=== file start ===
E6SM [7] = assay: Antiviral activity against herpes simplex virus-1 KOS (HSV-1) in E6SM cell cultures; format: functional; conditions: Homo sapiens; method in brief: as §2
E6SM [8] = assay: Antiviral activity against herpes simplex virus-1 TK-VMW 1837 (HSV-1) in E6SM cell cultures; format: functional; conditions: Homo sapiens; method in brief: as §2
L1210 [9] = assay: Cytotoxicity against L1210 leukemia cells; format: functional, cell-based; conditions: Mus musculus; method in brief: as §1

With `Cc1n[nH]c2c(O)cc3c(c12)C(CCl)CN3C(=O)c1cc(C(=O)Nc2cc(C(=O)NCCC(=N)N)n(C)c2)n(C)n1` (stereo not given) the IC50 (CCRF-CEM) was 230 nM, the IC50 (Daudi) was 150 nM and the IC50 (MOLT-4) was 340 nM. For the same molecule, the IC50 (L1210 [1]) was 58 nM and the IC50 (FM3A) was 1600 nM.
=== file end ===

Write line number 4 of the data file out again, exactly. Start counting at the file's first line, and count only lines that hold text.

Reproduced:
With `Cc1n[nH]c2c(O)cc3c(c12)C(CCl)CN3C(=O)c1cc(C(=O)Nc2cc(C(=O)NCCC(=N)N)n(C)c2)n(C)n1` (stereo not given) the IC50 (CCRF-CEM) was 230 nM, the IC50 (Daudi) was 150 nM and the IC50 (MOLT-4) was 340 nM. For the same molecule, the IC50 (L1210 [1]) was 58 nM and the IC50 (FM3A) was 1600 nM.